Extracorporeal CO2 removal may reduce minute ventilation requirements and allow for better tolerance of low tidal volume ventilating strategies in patients with severe respiratory insufficiency. Conventional extracorporeal gas exchange is labor-intensive, expensive, and usually requires systemic anticoagulation. In this study, a simplified venovenous circuit was developed by using regional citrate anticoagulation to avoid potential complications associated with systemic heparin. Five healthy adult sheep underwent percutaneous placement of a double-lumen 18F catheter into the internal jugular vein. The extracorporeal circuit consisted of a hollow fiber oxygenator and a variable speed roller pump. Regional anticoagulation consisted of a continuous citrate infusion to the inflow limb of the circuit. Systemic calcium levels were maintained by calcium chloride infusion through a central line. CO2 transfer was measured at varying levels of blood and gas flow. CO2 transfer ranged from 31 ml/min (500 ml/min blood flow; 2 l/min gas flow) to 150 ml/min (1000 ml/min blood flow; 15 l/min gas flow) and was directly proportional to blood flow and gas flow (p < 0.05). Normocapnia was maintained despite a 75% reduction in minute ventilation. At 24 hours, there was no significant clot formation in the circuit.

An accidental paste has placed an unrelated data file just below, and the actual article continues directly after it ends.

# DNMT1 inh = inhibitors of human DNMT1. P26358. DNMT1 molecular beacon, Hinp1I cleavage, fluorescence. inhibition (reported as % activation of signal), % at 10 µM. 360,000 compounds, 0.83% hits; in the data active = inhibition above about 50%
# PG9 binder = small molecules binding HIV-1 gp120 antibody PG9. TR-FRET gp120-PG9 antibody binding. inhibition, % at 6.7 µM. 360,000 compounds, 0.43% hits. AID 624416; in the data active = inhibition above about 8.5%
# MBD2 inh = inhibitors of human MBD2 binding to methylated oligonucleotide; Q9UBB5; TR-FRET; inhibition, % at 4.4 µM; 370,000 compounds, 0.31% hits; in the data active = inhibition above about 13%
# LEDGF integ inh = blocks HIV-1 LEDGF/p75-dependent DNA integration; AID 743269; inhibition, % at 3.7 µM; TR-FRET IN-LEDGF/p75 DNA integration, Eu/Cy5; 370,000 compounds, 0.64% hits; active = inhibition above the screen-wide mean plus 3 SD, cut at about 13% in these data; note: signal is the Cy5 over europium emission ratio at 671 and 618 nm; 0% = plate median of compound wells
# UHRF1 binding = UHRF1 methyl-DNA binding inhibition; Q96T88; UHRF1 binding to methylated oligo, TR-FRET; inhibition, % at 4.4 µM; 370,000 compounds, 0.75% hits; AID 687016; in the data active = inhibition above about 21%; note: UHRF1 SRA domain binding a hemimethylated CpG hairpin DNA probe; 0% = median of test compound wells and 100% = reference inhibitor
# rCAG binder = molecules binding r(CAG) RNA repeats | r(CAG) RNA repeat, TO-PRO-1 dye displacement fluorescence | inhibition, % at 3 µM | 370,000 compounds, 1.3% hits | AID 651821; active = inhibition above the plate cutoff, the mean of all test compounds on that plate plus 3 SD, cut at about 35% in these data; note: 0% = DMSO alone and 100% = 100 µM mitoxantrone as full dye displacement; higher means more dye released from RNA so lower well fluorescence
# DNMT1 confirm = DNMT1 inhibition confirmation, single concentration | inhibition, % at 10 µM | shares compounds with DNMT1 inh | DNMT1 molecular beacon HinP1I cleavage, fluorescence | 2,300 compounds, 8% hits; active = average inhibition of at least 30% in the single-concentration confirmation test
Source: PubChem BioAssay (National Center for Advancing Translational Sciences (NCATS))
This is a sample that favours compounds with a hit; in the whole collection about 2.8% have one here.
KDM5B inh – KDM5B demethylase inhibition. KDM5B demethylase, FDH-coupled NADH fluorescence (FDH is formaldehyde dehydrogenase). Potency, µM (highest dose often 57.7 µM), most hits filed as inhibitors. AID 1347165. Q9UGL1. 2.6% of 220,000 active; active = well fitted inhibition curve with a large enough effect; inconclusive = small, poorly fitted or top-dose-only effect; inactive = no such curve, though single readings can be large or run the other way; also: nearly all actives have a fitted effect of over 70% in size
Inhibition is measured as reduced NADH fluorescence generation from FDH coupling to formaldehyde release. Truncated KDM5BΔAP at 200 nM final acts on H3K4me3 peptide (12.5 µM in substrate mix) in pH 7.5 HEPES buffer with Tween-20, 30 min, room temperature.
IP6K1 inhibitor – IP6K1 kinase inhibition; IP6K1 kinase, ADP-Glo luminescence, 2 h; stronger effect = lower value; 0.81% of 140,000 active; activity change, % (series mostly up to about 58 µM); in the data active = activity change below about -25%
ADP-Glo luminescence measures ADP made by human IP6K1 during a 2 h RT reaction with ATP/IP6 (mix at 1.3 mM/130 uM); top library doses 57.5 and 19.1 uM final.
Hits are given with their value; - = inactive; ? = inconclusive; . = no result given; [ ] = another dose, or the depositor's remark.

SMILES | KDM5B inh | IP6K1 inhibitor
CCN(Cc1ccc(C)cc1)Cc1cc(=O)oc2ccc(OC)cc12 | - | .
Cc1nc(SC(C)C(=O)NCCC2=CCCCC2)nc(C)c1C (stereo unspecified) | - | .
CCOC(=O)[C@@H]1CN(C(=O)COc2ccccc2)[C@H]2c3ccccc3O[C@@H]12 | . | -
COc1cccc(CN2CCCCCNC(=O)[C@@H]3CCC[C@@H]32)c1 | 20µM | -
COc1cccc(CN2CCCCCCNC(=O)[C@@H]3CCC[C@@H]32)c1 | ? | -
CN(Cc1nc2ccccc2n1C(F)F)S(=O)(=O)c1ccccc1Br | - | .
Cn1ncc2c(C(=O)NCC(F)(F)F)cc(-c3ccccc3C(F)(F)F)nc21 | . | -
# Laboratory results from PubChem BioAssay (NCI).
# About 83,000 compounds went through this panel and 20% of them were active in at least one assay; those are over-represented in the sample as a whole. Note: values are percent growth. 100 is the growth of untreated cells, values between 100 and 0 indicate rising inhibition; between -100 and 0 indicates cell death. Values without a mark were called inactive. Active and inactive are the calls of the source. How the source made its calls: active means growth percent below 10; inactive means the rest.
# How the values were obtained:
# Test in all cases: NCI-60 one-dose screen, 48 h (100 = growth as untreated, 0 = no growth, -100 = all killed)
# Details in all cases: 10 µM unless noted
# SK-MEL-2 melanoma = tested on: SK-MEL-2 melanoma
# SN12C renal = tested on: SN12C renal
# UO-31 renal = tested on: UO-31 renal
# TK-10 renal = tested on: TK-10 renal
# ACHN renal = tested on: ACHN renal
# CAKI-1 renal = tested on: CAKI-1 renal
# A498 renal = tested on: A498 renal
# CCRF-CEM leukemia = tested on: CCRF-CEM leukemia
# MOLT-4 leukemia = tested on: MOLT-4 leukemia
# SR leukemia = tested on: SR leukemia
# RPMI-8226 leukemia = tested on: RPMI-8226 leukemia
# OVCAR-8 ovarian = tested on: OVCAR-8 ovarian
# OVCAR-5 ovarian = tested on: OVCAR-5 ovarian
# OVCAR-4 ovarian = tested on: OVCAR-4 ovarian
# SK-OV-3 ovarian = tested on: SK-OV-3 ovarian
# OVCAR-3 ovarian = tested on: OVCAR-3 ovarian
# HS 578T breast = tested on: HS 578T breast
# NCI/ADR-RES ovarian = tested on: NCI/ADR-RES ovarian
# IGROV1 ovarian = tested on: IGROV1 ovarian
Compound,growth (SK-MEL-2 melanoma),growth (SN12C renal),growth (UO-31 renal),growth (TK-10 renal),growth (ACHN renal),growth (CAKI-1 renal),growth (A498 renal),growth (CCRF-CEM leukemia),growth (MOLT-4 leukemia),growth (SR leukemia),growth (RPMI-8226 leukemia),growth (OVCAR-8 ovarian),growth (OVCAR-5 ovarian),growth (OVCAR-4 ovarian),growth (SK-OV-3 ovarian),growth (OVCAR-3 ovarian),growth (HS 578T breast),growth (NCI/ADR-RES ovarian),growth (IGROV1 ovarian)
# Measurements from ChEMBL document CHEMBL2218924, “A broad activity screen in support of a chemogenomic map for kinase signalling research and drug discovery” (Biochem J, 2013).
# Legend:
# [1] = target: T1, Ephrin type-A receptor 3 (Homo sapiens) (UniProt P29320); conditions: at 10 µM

|Original language||English (US)|
|Number of pages||4|
|State||Published - Jul 1 2006|
ASJC Scopus subject areas
- Biomedical Engineering